High Court Rules Against Race-Based Jury Selection
WASHINGTON — THE Supreme Court said the Constitution bars the use of race to exclude anyone from a criminal jury. The court awarded a new trial to a white man who complained that blacks were illegally excluded from the Ohio jury that convicted him. Five years ago, the court said prosecutors could not use peremptory strikes during jury selection to exclude blacks from a jury deciding the fate of a black suspect. Last term, the court said the Sixth Amendment right to trial by an "impartial jury" is not violated when blacks are striken from a white person's jury. But April 1, in a 7-to-2 ruling, the court said while the Sixth Amendment might not apply, the equal-protection clause of the 14th Amendment extends across racial lines to prohibit any race -based reason for influencing the makeup of a jury.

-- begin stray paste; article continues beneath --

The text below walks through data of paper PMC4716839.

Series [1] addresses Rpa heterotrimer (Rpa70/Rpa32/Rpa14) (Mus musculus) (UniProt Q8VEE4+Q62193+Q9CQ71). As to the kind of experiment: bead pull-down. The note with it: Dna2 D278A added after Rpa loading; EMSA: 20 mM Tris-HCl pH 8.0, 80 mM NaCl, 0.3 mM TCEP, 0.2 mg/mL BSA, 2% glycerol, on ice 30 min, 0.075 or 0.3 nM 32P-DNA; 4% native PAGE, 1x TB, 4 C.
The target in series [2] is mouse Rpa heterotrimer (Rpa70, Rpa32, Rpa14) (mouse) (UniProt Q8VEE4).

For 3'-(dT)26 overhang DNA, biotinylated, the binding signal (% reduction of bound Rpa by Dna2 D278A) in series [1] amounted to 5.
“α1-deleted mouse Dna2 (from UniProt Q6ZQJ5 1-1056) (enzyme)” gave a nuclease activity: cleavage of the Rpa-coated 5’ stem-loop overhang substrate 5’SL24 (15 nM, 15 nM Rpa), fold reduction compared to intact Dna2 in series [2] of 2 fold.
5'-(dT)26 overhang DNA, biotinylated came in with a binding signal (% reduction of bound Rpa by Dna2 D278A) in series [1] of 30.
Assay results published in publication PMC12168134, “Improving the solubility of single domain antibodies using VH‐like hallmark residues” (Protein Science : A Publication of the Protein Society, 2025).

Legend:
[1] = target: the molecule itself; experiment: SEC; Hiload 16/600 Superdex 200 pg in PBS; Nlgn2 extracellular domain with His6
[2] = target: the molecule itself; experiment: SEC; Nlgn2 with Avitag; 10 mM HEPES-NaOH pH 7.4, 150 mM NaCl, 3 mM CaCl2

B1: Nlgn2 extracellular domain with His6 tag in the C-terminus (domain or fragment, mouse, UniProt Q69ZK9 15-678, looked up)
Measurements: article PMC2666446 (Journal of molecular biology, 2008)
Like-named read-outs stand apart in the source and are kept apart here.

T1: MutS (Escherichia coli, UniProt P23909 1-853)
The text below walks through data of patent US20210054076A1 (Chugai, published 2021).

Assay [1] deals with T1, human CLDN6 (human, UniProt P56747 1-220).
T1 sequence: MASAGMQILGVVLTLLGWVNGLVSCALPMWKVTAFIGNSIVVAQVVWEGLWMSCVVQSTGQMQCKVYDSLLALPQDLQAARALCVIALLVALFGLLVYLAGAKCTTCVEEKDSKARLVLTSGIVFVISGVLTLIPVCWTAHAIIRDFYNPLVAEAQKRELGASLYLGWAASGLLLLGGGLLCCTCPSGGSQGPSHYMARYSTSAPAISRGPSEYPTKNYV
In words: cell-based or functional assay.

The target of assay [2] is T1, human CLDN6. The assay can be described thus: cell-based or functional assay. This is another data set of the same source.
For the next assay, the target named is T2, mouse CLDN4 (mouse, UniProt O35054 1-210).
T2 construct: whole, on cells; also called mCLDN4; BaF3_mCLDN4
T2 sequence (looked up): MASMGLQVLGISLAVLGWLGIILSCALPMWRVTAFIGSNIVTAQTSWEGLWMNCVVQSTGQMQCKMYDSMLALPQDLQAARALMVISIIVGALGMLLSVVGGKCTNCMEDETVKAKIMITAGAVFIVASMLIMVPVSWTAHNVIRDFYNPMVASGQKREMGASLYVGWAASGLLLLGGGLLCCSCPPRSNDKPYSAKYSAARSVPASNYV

"The jury acts as a vital check against wrongful exercise of power by the state and its prosecutors," Justice Anthony Kennedy wrote for the majority. "The intrusion of racial discrimination into the ... process damages ... this guarantee."